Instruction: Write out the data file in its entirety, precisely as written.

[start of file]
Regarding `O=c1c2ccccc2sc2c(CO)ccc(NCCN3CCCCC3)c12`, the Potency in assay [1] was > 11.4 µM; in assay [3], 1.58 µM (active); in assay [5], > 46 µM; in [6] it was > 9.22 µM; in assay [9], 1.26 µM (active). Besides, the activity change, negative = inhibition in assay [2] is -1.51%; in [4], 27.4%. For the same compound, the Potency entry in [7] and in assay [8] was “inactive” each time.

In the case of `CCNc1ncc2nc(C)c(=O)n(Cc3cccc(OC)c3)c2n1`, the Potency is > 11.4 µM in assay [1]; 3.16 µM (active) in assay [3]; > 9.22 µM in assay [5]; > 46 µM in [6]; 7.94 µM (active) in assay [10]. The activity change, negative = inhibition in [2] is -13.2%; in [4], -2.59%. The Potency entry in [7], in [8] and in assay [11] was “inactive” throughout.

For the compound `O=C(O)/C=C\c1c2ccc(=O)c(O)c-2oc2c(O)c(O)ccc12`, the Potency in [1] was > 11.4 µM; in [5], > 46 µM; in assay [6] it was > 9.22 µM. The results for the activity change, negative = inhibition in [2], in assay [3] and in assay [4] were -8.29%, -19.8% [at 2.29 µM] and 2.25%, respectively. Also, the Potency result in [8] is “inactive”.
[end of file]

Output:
Regarding `O=c1c2ccccc2sc2c(CO)ccc(NCCN3CCCCC3)c12`, the Potency in assay [1] was > 11.4 µM; in assay [3], 1.58 µM (active); in assay [5], > 46 µM; in [6] it was > 9.22 µM; in assay [9], 1.26 µM (active). Besides, the activity change, negative = inhibition in assay [2] is -1.51%; in [4], 27.4%. For the same compound, the Potency entry in [7] and in assay [8] was “inactive” each time.

In the case of `CCNc1ncc2nc(C)c(=O)n(Cc3cccc(OC)c3)c2n1`, the Potency is > 11.4 µM in assay [1]; 3.16 µM (active) in assay [3]; > 9.22 µM in assay [5]; > 46 µM in [6]; 7.94 µM (active) in assay [10]. The activity change, negative = inhibition in [2] is -13.2%; in [4], -2.59%. The Potency entry in [7], in [8] and in assay [11] was “inactive” throughout.

For the compound `O=C(O)/C=C\c1c2ccc(=O)c(O)c-2oc2c(O)c(O)ccc12`, the Potency in [1] was > 11.4 µM; in [5], > 46 µM; in assay [6] it was > 9.22 µM. The results for the activity change, negative = inhibition in [2], in assay [3] and in assay [4] were -8.29%, -19.8% [at 2.29 µM] and 2.25%, respectively. Also, the Potency result in [8] is “inactive”.